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Restraining order on Lake County precinct consolidation plan extended

IndianAttorney General Greg Zoeller | Supplied

Indiana Attorney General Greg Zoeller | Supplied

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Updated: September 13, 2014 6:09AM



CROWN POINT — A temporary restraining order preventing the Lake County Election Board from consolidating precincts with less than 500 voters, as mandated by Senate Bill 385, has been extended until Monday.

After hearing more than two hours of testimony on Friday, Judge George Paras, from the Lake County Circuit Court Civil Division, gave the sides 10 days to prepare written arguments to submit to the court.

Clay Patton, attorney for Lake County Democratic Central Committee Party chairman John Buncich and seven other plaintiffs, precinct committee people whose elected positions stand to be eliminated in the consolidation, argued the law is special legislation that flies in the face of the Indiana Constitution.

The measure, approved by the Republican-led state Legislature, calls for Lake County only to eliminate precincts with less than 500 active voters by convening a small precinct committee meeting to come up with a consolidation plan. That plan is then to be outlined in a resolution and was to be approved by the election board by noon Aug. 1.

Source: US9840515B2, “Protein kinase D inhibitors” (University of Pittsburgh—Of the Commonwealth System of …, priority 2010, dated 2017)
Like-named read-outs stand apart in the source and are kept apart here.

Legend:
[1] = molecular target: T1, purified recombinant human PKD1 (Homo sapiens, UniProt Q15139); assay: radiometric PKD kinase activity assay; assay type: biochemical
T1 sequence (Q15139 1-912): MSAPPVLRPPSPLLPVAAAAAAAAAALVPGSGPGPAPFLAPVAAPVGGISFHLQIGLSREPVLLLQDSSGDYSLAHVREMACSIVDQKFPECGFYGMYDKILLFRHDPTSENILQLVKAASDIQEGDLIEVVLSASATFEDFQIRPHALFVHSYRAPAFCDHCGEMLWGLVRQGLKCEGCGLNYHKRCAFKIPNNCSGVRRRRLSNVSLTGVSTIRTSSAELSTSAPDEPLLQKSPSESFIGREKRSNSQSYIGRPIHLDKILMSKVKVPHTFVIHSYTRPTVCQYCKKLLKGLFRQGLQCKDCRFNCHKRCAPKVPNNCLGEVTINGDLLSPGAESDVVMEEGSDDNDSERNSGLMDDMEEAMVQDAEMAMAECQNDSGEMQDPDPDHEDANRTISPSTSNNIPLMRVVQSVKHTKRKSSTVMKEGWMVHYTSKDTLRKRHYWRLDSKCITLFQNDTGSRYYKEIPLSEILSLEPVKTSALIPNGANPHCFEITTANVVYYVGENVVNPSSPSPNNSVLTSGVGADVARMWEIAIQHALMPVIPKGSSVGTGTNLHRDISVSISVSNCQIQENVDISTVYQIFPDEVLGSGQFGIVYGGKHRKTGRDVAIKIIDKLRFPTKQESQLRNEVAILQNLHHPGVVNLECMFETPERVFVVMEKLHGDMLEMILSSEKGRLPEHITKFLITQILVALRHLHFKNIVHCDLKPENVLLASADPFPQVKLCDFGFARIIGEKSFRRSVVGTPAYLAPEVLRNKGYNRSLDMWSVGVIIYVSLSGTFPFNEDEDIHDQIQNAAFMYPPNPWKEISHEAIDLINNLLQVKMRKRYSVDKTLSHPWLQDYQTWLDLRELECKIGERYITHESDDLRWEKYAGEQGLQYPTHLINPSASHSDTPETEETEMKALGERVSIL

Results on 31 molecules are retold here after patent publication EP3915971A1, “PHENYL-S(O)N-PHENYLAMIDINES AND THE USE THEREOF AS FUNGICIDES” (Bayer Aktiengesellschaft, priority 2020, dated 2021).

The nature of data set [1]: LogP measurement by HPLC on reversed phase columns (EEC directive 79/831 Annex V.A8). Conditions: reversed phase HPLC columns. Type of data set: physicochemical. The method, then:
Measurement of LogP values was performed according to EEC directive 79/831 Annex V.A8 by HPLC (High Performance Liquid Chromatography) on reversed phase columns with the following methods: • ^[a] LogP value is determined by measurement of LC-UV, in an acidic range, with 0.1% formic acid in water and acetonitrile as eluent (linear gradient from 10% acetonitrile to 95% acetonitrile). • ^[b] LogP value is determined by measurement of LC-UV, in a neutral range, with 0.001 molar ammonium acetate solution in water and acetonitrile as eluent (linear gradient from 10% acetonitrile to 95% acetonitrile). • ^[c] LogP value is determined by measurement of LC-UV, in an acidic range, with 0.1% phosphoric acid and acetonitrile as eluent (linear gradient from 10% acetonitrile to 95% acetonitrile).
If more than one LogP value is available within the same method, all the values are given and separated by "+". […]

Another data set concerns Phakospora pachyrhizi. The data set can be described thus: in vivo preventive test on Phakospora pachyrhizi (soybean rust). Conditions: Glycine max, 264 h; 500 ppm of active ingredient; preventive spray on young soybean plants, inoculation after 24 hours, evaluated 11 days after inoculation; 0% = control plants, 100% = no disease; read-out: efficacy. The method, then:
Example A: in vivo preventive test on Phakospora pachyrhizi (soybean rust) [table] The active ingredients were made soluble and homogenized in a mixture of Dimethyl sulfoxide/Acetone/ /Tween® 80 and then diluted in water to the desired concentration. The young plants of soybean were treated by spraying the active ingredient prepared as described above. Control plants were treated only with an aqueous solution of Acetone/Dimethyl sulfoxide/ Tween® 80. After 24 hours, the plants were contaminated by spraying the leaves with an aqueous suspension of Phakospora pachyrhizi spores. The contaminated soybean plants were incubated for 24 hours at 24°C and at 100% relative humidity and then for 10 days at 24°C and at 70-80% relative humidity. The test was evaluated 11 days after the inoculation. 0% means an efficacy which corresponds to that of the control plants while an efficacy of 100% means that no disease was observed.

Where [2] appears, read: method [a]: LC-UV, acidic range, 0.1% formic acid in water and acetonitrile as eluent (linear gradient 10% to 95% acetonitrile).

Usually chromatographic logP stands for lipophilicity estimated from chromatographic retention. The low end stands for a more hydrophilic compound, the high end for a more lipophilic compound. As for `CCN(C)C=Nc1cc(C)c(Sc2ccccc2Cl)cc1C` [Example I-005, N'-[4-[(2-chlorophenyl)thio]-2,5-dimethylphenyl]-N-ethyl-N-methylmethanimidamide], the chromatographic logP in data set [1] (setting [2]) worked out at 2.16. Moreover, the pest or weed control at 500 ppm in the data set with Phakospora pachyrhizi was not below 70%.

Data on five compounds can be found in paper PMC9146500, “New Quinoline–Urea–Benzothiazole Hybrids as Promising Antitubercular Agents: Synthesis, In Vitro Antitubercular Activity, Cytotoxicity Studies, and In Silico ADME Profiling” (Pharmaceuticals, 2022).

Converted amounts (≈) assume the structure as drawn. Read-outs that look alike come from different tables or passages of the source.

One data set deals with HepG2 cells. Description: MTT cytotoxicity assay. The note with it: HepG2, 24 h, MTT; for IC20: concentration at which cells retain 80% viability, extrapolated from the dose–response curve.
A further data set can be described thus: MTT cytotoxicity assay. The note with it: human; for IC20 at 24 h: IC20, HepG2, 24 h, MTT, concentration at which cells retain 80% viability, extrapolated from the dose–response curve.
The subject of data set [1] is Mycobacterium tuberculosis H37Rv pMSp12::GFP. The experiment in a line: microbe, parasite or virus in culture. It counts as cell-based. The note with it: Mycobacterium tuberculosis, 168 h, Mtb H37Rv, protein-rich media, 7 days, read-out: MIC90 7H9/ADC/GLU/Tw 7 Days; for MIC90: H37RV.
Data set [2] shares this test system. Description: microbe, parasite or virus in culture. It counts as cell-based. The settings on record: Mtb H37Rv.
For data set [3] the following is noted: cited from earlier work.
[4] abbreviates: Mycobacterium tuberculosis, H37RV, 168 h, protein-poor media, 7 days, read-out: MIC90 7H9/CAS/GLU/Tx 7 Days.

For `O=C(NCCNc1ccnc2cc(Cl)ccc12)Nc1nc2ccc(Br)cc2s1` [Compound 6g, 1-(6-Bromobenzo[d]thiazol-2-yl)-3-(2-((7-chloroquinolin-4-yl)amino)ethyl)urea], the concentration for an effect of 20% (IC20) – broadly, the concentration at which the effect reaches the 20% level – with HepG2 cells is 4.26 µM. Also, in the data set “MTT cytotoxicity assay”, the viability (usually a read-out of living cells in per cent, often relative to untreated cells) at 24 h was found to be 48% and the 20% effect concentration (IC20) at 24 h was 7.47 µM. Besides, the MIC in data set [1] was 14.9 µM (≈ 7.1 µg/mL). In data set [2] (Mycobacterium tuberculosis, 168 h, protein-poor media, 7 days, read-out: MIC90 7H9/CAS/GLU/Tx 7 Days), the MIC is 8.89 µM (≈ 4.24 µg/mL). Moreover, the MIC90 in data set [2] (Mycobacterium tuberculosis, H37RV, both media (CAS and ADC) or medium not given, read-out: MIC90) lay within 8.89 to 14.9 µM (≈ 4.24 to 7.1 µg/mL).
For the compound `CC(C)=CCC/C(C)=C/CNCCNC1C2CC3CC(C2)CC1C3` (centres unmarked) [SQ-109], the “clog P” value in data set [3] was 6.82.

Patton said 29 of Indiana’s 92 counties, including Lake County, have 33 percent or more of their precincts with less than 500 active voters. He said the need to consolidate to save money is one that is not specific to Lake County.

“There’s nothing unique about Lake County that requires this special legislation,” Patton said. “We are not just saying it is unlawful. We are saying it is unconstitutional.”

Attorneys for Indiana Attorney General Greg Zoeller, a defendant in the case, argued Buncich and his fellow plaintiffs put the cart before the horse in pursuing the lawsuit and injunction.

Jefferson Garn with the AG’s office said the law calls for the county to convene the small precinct committee to review the county’s precincts and present a plan. He said the county is not required to consolidate the precincts, only to review and discuss the plan and it is not clear what role the attorney general will play.

“His role in enforcing the law is unclear to us,” Garn said.

The Lake County election board has not yet voted on the opportunity to address the small precinct committee plan. He said the place to address concerns and have the public discussion about the precinct consolidation should take place before the election board.

“This lawsuit is very premature to consolidate,” Garn said.

Paras questioned whether the state was unsure if the law was even enforceable.

“Is it the state’s position the Legislature passed legislation that is meaningless,” Paras asked.

The sides have until Monday to submit their arguments in writing to the judge.



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